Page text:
Trust. You have it or you don’t. It’s hard to build and easy to lose…


Being ‘trusted’ is the key to relationship survival. Building relationships is critical for negotiators.

The Principals Of Effective Persuasion


Skilled negotiators and influencers have long recognized the power created by linking views with those who hold authority. Then when this 'authority' power is allied with the drive to remain consistent, it becomes a lethal combination to strongly influence mindsets. Lessons for Business Influencing Where we have the opportunity to use 'authority' power to influence others we gain strategic advantage. For example, if we can bring the power of the CEO or perhaps our Manager to bear, or if we can cite the authority of 'research' or 'precedent', we have a powerful influencing tool.

Emotion defeats Logic


In negotiation, does emotion defeat logic?

The Impact of Pre Negotiation


Britain voted to leave the European Union on 23rd June, 2016. Just six days later, Donald Tusk, president of the European Council, stated that there would be ‘no negotiations of any kind until the UK formally notifies its intention to withdraw’. In other words, until Britain triggered Article 50, there was nothing to talk about.

Negotiation Styles - Trump v Clinton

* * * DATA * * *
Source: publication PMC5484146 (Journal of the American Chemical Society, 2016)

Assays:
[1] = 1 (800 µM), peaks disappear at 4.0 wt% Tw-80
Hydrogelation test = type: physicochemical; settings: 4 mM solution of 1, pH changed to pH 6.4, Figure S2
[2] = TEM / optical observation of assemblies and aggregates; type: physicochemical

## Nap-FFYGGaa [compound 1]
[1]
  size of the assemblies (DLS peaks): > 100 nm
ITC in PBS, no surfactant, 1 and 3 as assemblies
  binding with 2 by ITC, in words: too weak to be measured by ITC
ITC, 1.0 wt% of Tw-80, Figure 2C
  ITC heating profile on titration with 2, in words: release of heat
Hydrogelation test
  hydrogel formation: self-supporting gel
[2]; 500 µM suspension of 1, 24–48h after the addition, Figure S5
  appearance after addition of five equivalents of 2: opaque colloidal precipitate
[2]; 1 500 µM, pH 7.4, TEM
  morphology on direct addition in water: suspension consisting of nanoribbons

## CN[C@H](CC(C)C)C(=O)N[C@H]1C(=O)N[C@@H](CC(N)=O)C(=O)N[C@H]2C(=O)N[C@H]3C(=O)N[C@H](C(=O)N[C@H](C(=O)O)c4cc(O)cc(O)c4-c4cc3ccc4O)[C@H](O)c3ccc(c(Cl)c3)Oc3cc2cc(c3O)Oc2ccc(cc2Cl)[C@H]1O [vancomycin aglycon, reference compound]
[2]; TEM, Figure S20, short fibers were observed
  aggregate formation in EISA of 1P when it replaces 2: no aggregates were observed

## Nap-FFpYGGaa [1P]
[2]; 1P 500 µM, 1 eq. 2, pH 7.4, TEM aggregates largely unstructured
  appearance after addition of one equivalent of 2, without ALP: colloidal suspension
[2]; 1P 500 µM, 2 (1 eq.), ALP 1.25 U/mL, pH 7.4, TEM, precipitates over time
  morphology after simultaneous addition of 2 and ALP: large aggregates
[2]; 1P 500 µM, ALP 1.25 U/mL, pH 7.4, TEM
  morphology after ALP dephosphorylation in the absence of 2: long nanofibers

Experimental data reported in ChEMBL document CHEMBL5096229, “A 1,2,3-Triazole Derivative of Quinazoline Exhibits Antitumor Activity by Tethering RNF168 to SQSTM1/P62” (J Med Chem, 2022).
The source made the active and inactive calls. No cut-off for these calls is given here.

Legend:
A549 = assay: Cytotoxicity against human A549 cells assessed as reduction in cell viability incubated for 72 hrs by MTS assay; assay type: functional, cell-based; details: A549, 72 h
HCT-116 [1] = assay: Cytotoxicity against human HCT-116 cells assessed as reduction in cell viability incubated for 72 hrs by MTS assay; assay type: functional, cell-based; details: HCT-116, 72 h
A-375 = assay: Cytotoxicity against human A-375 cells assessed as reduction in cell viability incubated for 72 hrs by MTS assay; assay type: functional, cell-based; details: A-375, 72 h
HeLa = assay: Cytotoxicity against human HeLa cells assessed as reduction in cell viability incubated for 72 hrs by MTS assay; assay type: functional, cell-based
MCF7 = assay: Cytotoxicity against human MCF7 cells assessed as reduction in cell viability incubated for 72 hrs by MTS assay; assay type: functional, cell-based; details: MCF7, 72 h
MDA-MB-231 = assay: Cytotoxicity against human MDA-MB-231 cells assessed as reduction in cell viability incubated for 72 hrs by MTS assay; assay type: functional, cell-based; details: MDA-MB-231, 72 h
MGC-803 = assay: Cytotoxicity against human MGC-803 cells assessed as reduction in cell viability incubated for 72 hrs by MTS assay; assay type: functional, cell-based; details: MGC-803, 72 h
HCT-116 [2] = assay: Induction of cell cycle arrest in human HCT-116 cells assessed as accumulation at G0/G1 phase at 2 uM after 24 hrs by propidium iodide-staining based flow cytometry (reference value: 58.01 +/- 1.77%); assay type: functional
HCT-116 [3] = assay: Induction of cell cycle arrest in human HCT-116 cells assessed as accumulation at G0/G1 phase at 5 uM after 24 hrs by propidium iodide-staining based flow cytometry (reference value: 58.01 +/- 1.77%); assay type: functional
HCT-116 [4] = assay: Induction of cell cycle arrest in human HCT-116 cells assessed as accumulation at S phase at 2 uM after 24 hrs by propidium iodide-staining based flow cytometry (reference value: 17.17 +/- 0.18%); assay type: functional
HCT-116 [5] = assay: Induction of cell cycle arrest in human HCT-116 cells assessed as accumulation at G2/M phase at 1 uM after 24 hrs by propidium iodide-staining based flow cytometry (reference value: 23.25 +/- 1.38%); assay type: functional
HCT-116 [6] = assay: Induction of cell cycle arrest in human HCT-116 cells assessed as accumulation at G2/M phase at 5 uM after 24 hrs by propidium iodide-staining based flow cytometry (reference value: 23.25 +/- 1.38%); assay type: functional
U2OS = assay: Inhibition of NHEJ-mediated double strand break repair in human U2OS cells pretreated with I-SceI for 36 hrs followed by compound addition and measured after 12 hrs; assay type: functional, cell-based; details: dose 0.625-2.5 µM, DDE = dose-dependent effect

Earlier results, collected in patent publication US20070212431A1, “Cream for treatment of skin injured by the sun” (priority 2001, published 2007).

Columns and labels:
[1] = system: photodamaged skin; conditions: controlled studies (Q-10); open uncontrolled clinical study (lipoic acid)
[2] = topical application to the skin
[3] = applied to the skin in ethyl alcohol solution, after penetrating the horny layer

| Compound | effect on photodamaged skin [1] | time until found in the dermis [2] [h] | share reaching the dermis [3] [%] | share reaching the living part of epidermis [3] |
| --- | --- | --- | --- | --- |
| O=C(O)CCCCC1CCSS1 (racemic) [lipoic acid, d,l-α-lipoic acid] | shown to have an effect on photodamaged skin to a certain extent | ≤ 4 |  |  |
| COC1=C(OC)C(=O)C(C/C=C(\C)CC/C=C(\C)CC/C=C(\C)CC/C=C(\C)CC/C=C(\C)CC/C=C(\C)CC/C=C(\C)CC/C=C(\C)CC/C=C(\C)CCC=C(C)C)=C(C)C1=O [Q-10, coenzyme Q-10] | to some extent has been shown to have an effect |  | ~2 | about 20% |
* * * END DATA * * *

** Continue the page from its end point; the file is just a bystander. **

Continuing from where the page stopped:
As our screens fade to black at the end of the seemingly interminable US election campaign, what is interesting for negotiators? While the ‘reasons’ for Donald Trump’s victory are manifold, an analysis of his and Hillary Clinton’s negotiating styles is intriguing. Curiously, the candidates’ default or reflex styles seemed to conform to party colours, red for Republicans and blue for Democrats. ENS International alumni will appreciate that Clinton’s attempt to reason and rationalize with voters fell at the more collaborative ‘blue’ end of the spectrum, while Trump’s confrontational harangues were firmly in the more competitive ‘red’ zone. Nevertheless, things were somewhat more nuanced than this. Where was the negotiation happening? Despite strong media focus on the gladiatorial confrontations of the presidential debates, they were not really negotiations between the candidates. The candidates were not seeking to influence each other. They were conducting simultaneous individual negotiations with two hundred million potential voters. Hillary Clinton’s style With her extensive experience of politics and formal negotiation, Hillary Clinton demonstrated greater style flexibility than her opponent. Clinton essentially chose a *Content-based strategy to try to influence voters. Focusing on her strong policy credentials, using reason rather than emotion, she broadcast an underlying message of her being a ‘safe pair of hands’. Nevertheless, Clinton showed that she could take on Trump on his own, competitive ground, counterpunching vigorously and aggressively to his insults and threats. As the first female presidential candidate in the nation’s history, it was important to show she could hold her own in that often macho environment. Donald Trump’s style Trump’s competitive default style matched his overall confrontational approach. It came as a surprise when he showed he could be conciliatory. He managed to do so on a few occasions, notably when asked to praise something about his opponent at the end of the second debate, and in his placatory victory speech and other post-election announcements. While Trump’s campaign team tried to send him out with a less aggressive style, under pressure his natural combative instincts (default) usually overrode the carefully-laid plan. His lack of policy knowledge, compared to his vastly experienced opponent, meant that he lacked Content Power. He relied on **Process Power, focusing on a specific demographic: the white working class in disempowered post-industrial regions. Perhaps the best quote demonstrating this is his ‘Nobody builds walls better than me’. A phrase devoid of meaningful Content but full of emotional resonance (Process) for a certain sector of the population. The atmosphere deliberately cultivated at Trump’s rallies, aggressive to opponents but emotionally engaging for supporters. It was part of a conscious and planned style choice. The key to his success was his recognition of the emotional needs of his targeted voters. He engaged with their personal need for self-esteem, leading them to feel that with Trump they still had a stake in their country’s future. His policies (Content) were less important than the fact that he made these voters feel better about themselves.